A recent approach for solar-to-hydrogen generation has been water electrolysis using efficient, stable, and inexpensive bifunctional electrocatalysts within strong electrolytes. Herein, the direct growth of 1D NiCo2S4 nanowire (NW) arrays on a 3D Ni foam (NF) is described. This NiCo2S4 NW/NF array functions as an efficient bifunctional electrocatalyst for overall water splitting with excellent activity and stability. The 3D-Ni foam facilitates the directional growth, exposing more active sites of the catalyst for electrochemical reactions at the electrode–electrolyte interface. The binder-free, self-made NiCo2S4 NW/NF electrode delivers a hydrogen production current density of 10 mA cm–2 at an overpotential of 260 mV for the oxygen evolution reaction and at 210 mV (versus a reversible hydrogen electrode) for the hydrogen evolution reaction in 1 m KOH. This highly active and stable bifunctional electrocatalyst enables the preparation of an alkaline water electrolyzer that could deliver 10 mA cm–2 under a cell voltage of 1.63 V. Because the nonprecious-metal NiCo2S4 NW/NF foam-based electrodes afford the vigorous and continuous evolution of both H2 and O2 at 1.68 V, generated using a solar panel, they appear to be promising water splitting devices for large-scale solar-to-hydrogen generation.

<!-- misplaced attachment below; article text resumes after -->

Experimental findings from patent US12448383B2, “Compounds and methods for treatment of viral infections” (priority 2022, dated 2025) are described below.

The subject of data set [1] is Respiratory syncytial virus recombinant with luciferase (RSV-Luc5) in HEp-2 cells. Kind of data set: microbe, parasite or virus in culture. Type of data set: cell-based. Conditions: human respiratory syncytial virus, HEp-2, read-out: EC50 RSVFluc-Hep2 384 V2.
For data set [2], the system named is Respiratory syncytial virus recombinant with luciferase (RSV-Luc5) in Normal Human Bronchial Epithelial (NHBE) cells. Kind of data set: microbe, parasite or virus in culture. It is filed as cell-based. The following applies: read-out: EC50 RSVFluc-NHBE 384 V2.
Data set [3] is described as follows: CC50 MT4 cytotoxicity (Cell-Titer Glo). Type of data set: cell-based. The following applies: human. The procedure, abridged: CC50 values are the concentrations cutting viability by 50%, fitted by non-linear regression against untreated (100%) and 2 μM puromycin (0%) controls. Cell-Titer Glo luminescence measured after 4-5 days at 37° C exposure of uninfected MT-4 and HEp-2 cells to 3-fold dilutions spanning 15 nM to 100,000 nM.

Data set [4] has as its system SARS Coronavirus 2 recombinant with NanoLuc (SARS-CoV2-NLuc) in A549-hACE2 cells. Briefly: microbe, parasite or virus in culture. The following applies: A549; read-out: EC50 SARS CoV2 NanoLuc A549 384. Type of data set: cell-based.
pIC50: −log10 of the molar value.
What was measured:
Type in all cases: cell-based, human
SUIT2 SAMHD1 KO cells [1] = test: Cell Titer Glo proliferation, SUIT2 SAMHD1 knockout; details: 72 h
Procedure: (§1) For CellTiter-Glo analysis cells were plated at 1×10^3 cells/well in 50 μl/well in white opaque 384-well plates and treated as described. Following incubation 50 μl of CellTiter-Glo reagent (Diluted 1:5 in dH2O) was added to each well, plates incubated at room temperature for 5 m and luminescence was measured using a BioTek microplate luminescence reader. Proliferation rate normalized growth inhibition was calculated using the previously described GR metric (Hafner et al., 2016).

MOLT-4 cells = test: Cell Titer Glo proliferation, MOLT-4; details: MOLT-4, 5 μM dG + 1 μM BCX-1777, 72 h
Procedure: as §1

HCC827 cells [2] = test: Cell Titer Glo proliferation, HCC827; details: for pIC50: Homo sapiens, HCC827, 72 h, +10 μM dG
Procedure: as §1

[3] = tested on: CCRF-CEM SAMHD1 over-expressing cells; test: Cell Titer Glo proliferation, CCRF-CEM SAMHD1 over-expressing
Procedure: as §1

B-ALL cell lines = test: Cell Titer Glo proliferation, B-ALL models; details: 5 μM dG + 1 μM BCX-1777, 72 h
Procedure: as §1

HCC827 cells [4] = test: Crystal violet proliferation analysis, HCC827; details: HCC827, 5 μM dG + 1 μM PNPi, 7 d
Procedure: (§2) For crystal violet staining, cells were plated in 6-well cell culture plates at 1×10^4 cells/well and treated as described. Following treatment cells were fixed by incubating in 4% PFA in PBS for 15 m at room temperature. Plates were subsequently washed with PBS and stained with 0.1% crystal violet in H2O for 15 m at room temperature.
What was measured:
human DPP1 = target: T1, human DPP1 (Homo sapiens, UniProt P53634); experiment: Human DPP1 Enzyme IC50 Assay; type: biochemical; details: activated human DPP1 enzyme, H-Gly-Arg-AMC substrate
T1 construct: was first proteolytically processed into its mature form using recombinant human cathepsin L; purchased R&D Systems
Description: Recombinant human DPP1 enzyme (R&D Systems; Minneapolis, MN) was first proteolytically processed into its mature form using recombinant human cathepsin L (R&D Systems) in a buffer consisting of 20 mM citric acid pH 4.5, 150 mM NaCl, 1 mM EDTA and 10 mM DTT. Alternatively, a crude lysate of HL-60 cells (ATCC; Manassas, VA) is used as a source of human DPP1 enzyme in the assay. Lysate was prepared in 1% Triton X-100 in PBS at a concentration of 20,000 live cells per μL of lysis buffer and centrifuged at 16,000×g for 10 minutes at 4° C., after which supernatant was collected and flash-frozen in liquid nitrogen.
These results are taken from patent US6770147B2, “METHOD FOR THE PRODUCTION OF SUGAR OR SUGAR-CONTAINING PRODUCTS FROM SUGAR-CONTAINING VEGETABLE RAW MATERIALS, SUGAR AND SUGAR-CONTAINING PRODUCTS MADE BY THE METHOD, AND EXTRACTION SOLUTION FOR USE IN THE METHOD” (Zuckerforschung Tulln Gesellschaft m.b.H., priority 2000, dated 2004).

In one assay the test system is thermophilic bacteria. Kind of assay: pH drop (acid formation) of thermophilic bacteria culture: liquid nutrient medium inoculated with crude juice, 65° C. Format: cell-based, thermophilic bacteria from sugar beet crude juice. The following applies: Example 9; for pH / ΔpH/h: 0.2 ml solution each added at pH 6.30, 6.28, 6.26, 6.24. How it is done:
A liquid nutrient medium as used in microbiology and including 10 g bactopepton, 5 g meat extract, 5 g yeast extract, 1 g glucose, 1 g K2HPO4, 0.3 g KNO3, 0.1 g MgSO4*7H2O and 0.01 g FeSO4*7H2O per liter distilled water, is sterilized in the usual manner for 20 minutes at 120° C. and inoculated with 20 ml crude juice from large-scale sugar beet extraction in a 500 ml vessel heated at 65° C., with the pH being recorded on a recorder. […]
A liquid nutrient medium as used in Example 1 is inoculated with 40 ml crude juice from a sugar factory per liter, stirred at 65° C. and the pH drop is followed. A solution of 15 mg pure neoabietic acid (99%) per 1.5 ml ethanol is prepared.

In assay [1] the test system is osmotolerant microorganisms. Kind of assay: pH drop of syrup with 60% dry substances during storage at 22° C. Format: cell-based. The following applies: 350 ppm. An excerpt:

All Science Journal Classification (ASJC) codes
- Materials Science(all)
- Condensed Matter Physics